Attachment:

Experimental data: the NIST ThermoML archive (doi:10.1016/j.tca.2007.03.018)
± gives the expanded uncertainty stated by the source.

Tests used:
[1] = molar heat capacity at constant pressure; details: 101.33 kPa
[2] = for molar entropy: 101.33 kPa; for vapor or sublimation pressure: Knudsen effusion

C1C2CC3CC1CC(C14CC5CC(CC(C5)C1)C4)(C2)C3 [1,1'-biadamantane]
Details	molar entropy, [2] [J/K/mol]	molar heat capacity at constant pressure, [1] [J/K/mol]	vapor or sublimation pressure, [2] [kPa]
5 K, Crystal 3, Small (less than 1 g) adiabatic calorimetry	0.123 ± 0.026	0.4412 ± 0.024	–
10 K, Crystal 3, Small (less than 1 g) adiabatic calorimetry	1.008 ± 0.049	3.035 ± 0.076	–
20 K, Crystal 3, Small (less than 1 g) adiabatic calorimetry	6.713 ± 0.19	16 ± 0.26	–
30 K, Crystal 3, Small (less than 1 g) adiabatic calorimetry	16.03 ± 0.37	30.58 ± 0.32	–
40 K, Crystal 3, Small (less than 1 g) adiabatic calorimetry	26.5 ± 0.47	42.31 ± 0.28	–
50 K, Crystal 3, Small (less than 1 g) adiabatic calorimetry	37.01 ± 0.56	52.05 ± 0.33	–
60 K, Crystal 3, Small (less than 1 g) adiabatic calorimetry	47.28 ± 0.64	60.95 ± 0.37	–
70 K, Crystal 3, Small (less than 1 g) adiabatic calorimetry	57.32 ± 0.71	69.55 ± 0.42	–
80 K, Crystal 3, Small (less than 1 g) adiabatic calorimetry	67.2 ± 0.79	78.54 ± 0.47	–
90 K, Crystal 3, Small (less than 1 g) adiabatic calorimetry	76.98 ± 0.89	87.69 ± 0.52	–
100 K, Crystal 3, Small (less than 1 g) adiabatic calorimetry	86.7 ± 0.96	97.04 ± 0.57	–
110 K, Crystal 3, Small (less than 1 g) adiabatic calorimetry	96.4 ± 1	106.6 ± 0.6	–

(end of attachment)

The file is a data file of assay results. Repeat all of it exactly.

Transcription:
Experimental data: the NIST ThermoML archive (doi:10.1016/j.tca.2007.03.018)
± gives the expanded uncertainty stated by the source.

Tests used:
[1] = molar heat capacity at constant pressure; details: 101.33 kPa
[2] = for molar entropy: 101.33 kPa; for vapor or sublimation pressure: Knudsen effusion

C1C2CC3CC1CC(C14CC5CC(CC(C5)C1)C4)(C2)C3 [1,1'-biadamantane]
Details	molar entropy, [2] [J/K/mol]	molar heat capacity at constant pressure, [1] [J/K/mol]	vapor or sublimation pressure, [2] [kPa]
5 K, Crystal 3, Small (less than 1 g) adiabatic calorimetry	0.123 ± 0.026	0.4412 ± 0.024	–
10 K, Crystal 3, Small (less than 1 g) adiabatic calorimetry	1.008 ± 0.049	3.035 ± 0.076	–
20 K, Crystal 3, Small (less than 1 g) adiabatic calorimetry	6.713 ± 0.19	16 ± 0.26	–
30 K, Crystal 3, Small (less than 1 g) adiabatic calorimetry	16.03 ± 0.37	30.58 ± 0.32	–
40 K, Crystal 3, Small (less than 1 g) adiabatic calorimetry	26.5 ± 0.47	42.31 ± 0.28	–
50 K, Crystal 3, Small (less than 1 g) adiabatic calorimetry	37.01 ± 0.56	52.05 ± 0.33	–
60 K, Crystal 3, Small (less than 1 g) adiabatic calorimetry	47.28 ± 0.64	60.95 ± 0.37	–
70 K, Crystal 3, Small (less than 1 g) adiabatic calorimetry	57.32 ± 0.71	69.55 ± 0.42	–
80 K, Crystal 3, Small (less than 1 g) adiabatic calorimetry	67.2 ± 0.79	78.54 ± 0.47	–
90 K, Crystal 3, Small (less than 1 g) adiabatic calorimetry	76.98 ± 0.89	87.69 ± 0.52	–
100 K, Crystal 3, Small (less than 1 g) adiabatic calorimetry	86.7 ± 0.96	97.04 ± 0.57	–
110 K, Crystal 3, Small (less than 1 g) adiabatic calorimetry	96.4 ± 1	106.6 ± 0.6	–